Brian Charlesworth

University of Edinburgh

Primary Section: 27, Evolutionary Biology
Secondary Section: 26, Genetics
Membership Type:
International Member (elected 2013)


Brian Charlesworth is a Senior Honorary Professorial Fellow at the University of Edinburgh. He is an evolutionary biologist, whose research interests are in theoretical and experimental population genetics, molecular and genome evolution, and life-history evolution. He was born in Brighton, England in 1945, and grew up mainly in London. He obtained his PhD in genetics from the University of Cambridge in 1969, and was a postdoctoral fellow with Richard Lewontin at the University of Chicago. He subsequently worked at the Universities of Liverpool, Sussex and Chicago, moving to Edinburgh as a Royal Society Research Professor from 1997 to 2007, and retiring from his position as Professorial Fellow in 2010. He is a Fellow of the Royal Society and Honorary Fellow of the American Academy of Arts and Sciences. He received the Darwin Medal of the Royal Society in 2000, and the Darwin-Wallace medal of the Linnean Society in 2010. He has published over 200 research papers and three books (two co-authored with Deborah Charlesworth).

Research Interests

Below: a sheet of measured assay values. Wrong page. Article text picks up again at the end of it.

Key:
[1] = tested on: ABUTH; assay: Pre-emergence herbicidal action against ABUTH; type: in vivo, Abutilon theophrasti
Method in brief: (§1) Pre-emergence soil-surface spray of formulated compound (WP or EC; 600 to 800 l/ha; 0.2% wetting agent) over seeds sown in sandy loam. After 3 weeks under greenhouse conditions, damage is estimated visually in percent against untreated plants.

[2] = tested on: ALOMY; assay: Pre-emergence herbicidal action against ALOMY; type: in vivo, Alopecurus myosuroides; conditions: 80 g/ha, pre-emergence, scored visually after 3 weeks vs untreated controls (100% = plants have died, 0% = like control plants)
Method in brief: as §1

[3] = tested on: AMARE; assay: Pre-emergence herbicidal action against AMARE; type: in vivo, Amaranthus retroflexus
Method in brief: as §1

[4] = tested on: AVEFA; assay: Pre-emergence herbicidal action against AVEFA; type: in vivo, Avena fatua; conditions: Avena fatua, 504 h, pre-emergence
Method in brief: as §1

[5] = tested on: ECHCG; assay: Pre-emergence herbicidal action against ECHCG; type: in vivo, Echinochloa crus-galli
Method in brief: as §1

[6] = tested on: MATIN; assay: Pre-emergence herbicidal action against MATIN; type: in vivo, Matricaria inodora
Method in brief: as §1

My current research focusses on the application of population genetics theory to the analysis and interpretation of data on molecular variation and evolution. I have been particularly interested in the consequences of differences in rates of genetic recombination across the genome on the efficacy of natural selection and on levels of genetic variation. This involves modeling of both selective sweeps (in which new favorable mutations affect allele frequencies at linked sites) and background selection (in which selection against rare deleterious mutations reduces variants at linked sites). Recently, my coworkers and I have shown that the neglected process of associative overdominance forms part of a continuum with background selection, and may be influencing patterns of genetic variation in low recombination genomic regions. Currently, my collaborators and I are investigating how interactions between selection at linked sites, recombination rate and population size changes may influence patterns of genetic variation within populations.

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